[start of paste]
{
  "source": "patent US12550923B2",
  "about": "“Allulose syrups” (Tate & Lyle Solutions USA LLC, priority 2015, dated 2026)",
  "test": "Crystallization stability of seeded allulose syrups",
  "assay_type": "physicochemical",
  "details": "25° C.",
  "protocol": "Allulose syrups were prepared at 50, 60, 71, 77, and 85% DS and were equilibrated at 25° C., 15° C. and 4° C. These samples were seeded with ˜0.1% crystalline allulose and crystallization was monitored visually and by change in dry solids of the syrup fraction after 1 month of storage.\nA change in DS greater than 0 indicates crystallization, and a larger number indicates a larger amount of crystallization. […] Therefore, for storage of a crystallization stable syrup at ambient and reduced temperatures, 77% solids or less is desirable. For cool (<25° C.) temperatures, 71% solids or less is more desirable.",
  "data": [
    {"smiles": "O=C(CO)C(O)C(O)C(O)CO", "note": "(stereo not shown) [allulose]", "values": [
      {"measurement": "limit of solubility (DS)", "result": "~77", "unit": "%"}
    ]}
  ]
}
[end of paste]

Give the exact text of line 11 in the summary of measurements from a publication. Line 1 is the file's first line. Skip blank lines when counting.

    ]}